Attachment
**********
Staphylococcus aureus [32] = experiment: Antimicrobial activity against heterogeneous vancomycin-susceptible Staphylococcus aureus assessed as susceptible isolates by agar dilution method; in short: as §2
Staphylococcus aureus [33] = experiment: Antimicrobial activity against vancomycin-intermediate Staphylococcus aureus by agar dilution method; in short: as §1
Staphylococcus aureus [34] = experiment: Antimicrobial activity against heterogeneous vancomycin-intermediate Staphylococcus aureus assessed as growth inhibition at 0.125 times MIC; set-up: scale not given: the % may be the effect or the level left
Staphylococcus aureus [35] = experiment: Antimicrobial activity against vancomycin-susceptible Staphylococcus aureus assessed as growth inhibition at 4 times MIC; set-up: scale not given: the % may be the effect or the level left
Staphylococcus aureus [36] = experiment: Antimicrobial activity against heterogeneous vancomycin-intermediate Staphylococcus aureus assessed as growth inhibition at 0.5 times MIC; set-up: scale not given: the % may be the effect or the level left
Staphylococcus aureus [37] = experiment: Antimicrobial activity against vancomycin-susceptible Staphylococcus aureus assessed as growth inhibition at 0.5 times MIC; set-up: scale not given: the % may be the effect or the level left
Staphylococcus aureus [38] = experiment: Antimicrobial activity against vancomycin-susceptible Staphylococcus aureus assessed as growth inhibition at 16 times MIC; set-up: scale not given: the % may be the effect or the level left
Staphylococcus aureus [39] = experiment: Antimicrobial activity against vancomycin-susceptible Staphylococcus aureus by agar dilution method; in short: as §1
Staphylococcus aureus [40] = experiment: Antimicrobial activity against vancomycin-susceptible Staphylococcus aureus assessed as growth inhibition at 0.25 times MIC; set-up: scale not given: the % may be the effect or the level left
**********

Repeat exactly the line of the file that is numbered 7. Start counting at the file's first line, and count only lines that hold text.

Staphylococcus aureus [38] = experiment: Antimicrobial activity against vancomycin-susceptible Staphylococcus aureus assessed as growth inhibition at 16 times MIC; set-up: scale not given: the % may be the effect or the level left